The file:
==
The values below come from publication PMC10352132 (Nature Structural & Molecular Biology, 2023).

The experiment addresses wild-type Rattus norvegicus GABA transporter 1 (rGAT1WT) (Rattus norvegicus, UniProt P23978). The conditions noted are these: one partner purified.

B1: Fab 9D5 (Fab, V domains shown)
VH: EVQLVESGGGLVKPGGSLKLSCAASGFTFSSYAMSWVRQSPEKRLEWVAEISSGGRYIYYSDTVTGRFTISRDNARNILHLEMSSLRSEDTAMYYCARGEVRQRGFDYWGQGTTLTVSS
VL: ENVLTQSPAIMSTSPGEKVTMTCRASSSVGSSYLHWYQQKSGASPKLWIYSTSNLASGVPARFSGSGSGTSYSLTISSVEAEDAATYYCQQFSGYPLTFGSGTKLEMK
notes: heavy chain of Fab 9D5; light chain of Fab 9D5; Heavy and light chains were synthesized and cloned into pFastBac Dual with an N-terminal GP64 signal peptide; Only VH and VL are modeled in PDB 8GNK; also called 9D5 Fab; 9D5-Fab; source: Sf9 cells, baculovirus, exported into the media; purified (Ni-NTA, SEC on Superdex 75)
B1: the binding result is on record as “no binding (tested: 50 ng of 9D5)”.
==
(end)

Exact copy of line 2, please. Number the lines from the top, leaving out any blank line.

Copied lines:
The experiment addresses wild-type Rattus norvegicus GABA transporter 1 (rGAT1WT) (Rattus norvegicus, UniProt P23978). The conditions noted are these: one partner purified.